63. Photinia Lindley, Bot. Reg. 6: plate 491. 1820.
[Greek photeinos, shining, alluding to leaves]
Guy L. Nesom
Shrubs or trees, 10–120 dm. Stems 1–15+, erect; bark gray; short shoots absent; unarmed; glabrous. Leaves persistent or deciduous, cauline, simple; stipules deciduous, free, usually subulate, margins dentate or entire; petiole present; blade oblong to elliptic or elliptic-obovate, 3–20 cm, coriaceous or herbaceous, margins flat, serrate to serrulate, rarely entire, venation pinnate, surfaces glabrous at least at maturity. Inflorescences terminal, ˂erect or pendulous in fruit˃, 150–300-flowered, corymbose (compound-corymboid) or subumbellate [compound-racemose], glabrous or glabrate; bracts present; bracteoles present. Pedicels present. Flowers: perianth and androecium perigynous, 6–12[–15] mm diam.; hypanthium cupulate to campanulate or cylindric, 1–2 mm, usually glabrous; sepals 5, incurved, triangular; petals 5, white, oblong to elliptic, obovate, or orbiculate to suborbiculate, ˂base clawed˃; stamens (16–)20(–25), ± as long as or slightly shorter than petals; carpels (1 or)2–5, connate, adnate to proximal 1/2–1/3 of hypanthium, free apically, glabrous or apically pilose, styles ˂[1 or]2–4[or 5]˃, terminal, distinct or ± basally connate, ˂stigmas truncate or capitate˃; ovules 1 or 2. Fruits pomes, red or black, globose to ovoid or ellipsoid, sometimes apically depressed, 4–8[–12] mm, usually glabrous; ˂somewhat fleshy; carpels capped by hard-shelled dome that rises above hypanthium˃; hypanthium persistent; sepals persistent, spreading (adnate to hypanthium); carpels cartilaginous; styles deciduous. Seeds (1 or)2 per carpel. x = 17.
Species 40–60 (4 in the flora): introduced; Mexico, Central America, Asia; introduced also in Europe, Pacific Islands (Hawaii, New Zealand), Australia.
Photinia is widely introduced in cultivation and naturalizing, at least in the continental United States. Species are native mostly to warm temperate Asia, from the Himalayas east to Japan and south to India and Thailand. Molecular data suggest that Heteromeles originated through hybridization, with a species of Photinia as pollen parent (Guo W. et al. 2011).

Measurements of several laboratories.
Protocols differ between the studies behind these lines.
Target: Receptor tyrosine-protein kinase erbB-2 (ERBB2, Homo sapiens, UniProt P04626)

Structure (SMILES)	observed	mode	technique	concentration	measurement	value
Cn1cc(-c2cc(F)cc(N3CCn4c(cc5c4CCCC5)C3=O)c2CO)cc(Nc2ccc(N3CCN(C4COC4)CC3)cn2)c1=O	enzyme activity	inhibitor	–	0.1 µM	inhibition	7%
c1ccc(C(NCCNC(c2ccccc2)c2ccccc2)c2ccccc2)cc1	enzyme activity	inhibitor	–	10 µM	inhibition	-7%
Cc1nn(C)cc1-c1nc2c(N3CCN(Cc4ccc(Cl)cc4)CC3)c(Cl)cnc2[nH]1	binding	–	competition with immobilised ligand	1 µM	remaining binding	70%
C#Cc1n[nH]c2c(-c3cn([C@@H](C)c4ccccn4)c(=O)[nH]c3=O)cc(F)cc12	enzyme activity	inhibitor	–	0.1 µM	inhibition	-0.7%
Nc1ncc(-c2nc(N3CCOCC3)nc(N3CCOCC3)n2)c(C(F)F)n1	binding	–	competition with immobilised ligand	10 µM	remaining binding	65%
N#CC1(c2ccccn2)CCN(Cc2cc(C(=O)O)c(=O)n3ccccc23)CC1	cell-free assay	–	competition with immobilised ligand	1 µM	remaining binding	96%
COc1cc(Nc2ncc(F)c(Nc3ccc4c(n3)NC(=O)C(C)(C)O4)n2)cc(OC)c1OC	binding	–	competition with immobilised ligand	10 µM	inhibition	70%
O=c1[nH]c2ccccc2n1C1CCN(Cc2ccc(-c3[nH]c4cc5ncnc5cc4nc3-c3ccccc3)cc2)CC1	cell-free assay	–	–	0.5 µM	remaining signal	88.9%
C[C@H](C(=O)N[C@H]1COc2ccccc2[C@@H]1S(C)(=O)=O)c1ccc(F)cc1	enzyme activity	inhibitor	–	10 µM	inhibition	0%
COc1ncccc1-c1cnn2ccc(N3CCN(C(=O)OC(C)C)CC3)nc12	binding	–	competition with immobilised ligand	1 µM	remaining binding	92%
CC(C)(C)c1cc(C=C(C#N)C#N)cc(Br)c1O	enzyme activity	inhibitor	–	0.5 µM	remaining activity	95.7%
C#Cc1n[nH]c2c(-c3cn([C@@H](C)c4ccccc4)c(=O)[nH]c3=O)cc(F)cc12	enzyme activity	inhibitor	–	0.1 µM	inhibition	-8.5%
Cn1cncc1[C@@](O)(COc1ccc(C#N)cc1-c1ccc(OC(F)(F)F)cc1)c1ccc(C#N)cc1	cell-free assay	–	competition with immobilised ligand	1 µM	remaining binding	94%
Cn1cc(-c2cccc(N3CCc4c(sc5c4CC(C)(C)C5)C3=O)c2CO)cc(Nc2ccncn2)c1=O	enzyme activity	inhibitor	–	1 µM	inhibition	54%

Five species from Mexico and Central America were included within Photinia by J. B. Phipps (1992) and molecular evidence corroborates their placement there (Guo W. et al. 2011).
The Asian Stranvaesia has sometimes been treated as distinct from Photinia, but botanists have noted the apparent artificiality of a primary character used to differentiate the two genera, namely an endocarp dehiscent in Stranvaesia, indehiscent in Photinia (C. Kalkman 1973; J. B. Phipps et al. 1991b; K. R. Robertson et al. 1991; J. R. Rohrer et al. 1991, 1994). Kalkman observed that the putative dehiscence of Stranvaesia carpels is an artifact of specimen preparation. Rohrer et al. (1991, 1994) found that Photinia and Stranvaesia do not differ in connation of the carpels or in the adnation of the carpels to the hypanthium. Molecular phylogenetic analyses (Guo W. et al. 2011) show that the Stranvaesia species have arisen within the cladistic topology of Photinia.
The primarily eastern North American genus Aronia (for example, A. floribunda, A. melanocarpa) has been included in Photinia in some classifications (K. R. Robertson et al. 1991) but is here treated as distinct.
Many species of Photinia are ornamental trees and shrubs with large lustrous leaves and masses of white flowers in the spring followed by red fruits in the fall. The flowers last about two weeks and commonly have an unpleasant smell. The wood is hard and heavy and has been used for furniture and small articles such as axe handles.
Photinias have been widely and abundantly planted for hedging in the southeastern United States. The rapid spread since about the mid 1980s of a fungal leaf spot, Entomosporium maculatum, has been lethal to many such hedges. Photinia ×fraseri ('red tip'; see under 2. P. serratifolia) and P. glabra are severely affected; P. serratifolia is said to be partially resistant.